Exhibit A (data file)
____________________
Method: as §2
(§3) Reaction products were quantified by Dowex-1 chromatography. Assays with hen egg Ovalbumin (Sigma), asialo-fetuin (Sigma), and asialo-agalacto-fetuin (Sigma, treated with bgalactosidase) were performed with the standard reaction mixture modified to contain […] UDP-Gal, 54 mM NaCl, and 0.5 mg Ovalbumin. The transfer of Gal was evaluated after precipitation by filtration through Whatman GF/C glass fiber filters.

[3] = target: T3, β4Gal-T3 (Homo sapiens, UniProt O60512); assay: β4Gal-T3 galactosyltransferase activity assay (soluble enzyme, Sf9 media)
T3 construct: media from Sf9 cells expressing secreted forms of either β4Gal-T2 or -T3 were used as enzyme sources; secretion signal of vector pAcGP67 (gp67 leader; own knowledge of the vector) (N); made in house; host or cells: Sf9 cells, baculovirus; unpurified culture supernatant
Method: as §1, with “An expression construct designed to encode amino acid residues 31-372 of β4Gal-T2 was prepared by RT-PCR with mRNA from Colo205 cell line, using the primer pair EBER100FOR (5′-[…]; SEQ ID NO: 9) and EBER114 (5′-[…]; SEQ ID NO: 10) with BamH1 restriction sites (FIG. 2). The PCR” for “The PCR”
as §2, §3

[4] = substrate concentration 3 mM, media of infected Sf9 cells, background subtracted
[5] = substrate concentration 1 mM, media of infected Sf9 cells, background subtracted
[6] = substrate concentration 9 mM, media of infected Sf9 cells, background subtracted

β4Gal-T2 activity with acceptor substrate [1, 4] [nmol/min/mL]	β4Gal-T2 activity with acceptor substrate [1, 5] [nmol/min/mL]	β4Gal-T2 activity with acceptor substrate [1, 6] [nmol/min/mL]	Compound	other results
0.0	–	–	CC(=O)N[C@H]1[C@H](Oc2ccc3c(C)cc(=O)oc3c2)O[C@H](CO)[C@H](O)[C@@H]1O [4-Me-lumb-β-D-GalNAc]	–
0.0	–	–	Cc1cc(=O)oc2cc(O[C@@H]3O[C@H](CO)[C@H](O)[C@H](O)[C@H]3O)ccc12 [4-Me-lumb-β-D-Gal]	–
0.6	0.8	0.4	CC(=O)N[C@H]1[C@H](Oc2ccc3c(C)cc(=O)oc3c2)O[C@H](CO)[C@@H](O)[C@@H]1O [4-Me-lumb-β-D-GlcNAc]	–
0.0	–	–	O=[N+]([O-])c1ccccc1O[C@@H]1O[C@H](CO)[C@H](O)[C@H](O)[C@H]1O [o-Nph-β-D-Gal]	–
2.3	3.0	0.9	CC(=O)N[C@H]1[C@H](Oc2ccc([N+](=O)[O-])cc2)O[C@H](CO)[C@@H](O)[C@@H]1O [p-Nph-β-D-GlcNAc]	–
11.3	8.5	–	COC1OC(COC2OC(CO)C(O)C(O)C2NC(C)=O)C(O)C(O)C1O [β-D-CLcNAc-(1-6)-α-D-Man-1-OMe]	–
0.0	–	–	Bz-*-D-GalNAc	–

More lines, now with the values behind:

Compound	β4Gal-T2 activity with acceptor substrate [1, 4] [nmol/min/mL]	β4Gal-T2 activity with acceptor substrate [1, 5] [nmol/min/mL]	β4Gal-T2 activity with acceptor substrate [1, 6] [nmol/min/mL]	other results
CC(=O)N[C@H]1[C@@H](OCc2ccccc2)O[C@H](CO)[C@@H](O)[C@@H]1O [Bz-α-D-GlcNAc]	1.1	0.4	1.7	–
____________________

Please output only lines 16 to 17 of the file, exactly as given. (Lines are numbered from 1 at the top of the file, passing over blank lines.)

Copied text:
11.3	8.5	–	COC1OC(COC2OC(CO)C(O)C(O)C2NC(C)=O)C(O)C(O)C1O [β-D-CLcNAc-(1-6)-α-D-Man-1-OMe]	–
0.0	–	–	Bz-*-D-GalNAc	–